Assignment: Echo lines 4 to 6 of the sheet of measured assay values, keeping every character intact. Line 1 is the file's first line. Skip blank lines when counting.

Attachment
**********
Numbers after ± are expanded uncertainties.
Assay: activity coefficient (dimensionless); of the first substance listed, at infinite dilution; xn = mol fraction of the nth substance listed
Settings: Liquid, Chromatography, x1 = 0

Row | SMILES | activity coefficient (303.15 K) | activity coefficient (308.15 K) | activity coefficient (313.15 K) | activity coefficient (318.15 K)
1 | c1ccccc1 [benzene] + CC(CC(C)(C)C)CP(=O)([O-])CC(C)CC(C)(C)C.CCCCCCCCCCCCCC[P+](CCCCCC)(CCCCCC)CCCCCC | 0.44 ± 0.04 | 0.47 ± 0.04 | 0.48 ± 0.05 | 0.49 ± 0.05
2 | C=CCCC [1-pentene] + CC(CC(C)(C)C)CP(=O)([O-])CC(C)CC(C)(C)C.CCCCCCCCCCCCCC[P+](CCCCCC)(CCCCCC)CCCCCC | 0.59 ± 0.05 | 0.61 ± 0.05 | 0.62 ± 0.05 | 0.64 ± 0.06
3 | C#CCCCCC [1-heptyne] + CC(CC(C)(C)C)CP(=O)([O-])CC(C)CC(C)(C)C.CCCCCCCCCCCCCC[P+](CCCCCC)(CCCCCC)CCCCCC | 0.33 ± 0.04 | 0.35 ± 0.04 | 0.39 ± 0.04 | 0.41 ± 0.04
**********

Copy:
Row | SMILES | activity coefficient (303.15 K) | activity coefficient (308.15 K) | activity coefficient (313.15 K) | activity coefficient (318.15 K)
1 | c1ccccc1 [benzene] + CC(CC(C)(C)C)CP(=O)([O-])CC(C)CC(C)(C)C.CCCCCCCCCCCCCC[P+](CCCCCC)(CCCCCC)CCCCCC | 0.44 ± 0.04 | 0.47 ± 0.04 | 0.48 ± 0.05 | 0.49 ± 0.05
2 | C=CCCC [1-pentene] + CC(CC(C)(C)C)CP(=O)([O-])CC(C)CC(C)(C)C.CCCCCCCCCCCCCC[P+](CCCCCC)(CCCCCC)CCCCCC | 0.59 ± 0.05 | 0.61 ± 0.05 | 0.62 ± 0.05 | 0.64 ± 0.06